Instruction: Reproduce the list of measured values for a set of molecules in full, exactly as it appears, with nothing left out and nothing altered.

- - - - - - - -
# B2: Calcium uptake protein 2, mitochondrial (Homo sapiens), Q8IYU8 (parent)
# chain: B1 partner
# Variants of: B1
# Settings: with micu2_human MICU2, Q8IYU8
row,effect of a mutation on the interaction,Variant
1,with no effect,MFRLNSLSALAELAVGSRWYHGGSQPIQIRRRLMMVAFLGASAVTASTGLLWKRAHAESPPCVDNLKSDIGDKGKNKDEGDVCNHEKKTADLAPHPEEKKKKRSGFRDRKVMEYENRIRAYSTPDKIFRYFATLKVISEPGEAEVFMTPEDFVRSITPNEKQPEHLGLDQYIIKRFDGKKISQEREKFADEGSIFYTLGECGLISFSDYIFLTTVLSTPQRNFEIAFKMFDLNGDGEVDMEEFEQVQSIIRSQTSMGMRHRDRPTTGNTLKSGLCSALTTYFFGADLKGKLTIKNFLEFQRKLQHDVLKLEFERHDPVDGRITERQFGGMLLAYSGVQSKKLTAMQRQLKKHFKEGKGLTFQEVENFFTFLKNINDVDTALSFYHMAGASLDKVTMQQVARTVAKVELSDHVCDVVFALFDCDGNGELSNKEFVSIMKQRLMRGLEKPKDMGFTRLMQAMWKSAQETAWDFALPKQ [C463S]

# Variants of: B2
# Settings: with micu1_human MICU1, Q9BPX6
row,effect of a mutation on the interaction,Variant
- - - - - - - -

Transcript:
# B2: Calcium uptake protein 2, mitochondrial (Homo sapiens), Q8IYU8 (parent)
# chain: B1 partner
# Variants of: B1
# Settings: with micu2_human MICU2, Q8IYU8
row,effect of a mutation on the interaction,Variant
1,with no effect,MFRLNSLSALAELAVGSRWYHGGSQPIQIRRRLMMVAFLGASAVTASTGLLWKRAHAESPPCVDNLKSDIGDKGKNKDEGDVCNHEKKTADLAPHPEEKKKKRSGFRDRKVMEYENRIRAYSTPDKIFRYFATLKVISEPGEAEVFMTPEDFVRSITPNEKQPEHLGLDQYIIKRFDGKKISQEREKFADEGSIFYTLGECGLISFSDYIFLTTVLSTPQRNFEIAFKMFDLNGDGEVDMEEFEQVQSIIRSQTSMGMRHRDRPTTGNTLKSGLCSALTTYFFGADLKGKLTIKNFLEFQRKLQHDVLKLEFERHDPVDGRITERQFGGMLLAYSGVQSKKLTAMQRQLKKHFKEGKGLTFQEVENFFTFLKNINDVDTALSFYHMAGASLDKVTMQQVARTVAKVELSDHVCDVVFALFDCDGNGELSNKEFVSIMKQRLMRGLEKPKDMGFTRLMQAMWKSAQETAWDFALPKQ [C463S]

# Variants of: B2
# Settings: with micu1_human MICU1, Q9BPX6
row,effect of a mutation on the interaction,Variant